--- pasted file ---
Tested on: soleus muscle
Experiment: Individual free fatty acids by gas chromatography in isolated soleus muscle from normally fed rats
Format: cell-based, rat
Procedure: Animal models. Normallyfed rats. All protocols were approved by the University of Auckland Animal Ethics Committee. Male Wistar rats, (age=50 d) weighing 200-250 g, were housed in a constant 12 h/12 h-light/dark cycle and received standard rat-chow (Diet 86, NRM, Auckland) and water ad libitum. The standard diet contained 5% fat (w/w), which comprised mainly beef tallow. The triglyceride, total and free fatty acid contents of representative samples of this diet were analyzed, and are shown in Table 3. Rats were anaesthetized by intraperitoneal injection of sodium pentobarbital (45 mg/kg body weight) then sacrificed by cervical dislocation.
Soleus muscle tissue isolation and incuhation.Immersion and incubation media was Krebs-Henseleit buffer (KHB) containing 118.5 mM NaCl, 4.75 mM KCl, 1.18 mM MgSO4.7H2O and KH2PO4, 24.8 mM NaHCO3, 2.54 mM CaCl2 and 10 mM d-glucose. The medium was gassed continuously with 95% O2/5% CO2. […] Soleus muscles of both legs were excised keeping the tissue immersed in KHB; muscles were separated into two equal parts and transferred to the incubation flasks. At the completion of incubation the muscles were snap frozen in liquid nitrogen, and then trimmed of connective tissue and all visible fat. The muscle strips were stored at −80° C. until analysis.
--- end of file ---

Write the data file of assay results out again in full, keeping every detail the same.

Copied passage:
Tested on: soleus muscle
Experiment: Individual free fatty acids by gas chromatography in isolated soleus muscle from normally fed rats
Format: cell-based, rat
Procedure: Animal models. Normallyfed rats. All protocols were approved by the University of Auckland Animal Ethics Committee. Male Wistar rats, (age=50 d) weighing 200-250 g, were housed in a constant 12 h/12 h-light/dark cycle and received standard rat-chow (Diet 86, NRM, Auckland) and water ad libitum. The standard diet contained 5% fat (w/w), which comprised mainly beef tallow. The triglyceride, total and free fatty acid contents of representative samples of this diet were analyzed, and are shown in Table 3. Rats were anaesthetized by intraperitoneal injection of sodium pentobarbital (45 mg/kg body weight) then sacrificed by cervical dislocation.
Soleus muscle tissue isolation and incuhation.Immersion and incubation media was Krebs-Henseleit buffer (KHB) containing 118.5 mM NaCl, 4.75 mM KCl, 1.18 mM MgSO4.7H2O and KH2PO4, 24.8 mM NaHCO3, 2.54 mM CaCl2 and 10 mM d-glucose. The medium was gassed continuously with 95% O2/5% CO2. […] Soleus muscles of both legs were excised keeping the tissue immersed in KHB; muscles were separated into two equal parts and transferred to the incubation flasks. At the completion of incubation the muscles were snap frozen in liquid nitrogen, and then trimmed of connective tissue and all visible fat. The muscle strips were stored at −80° C. until analysis.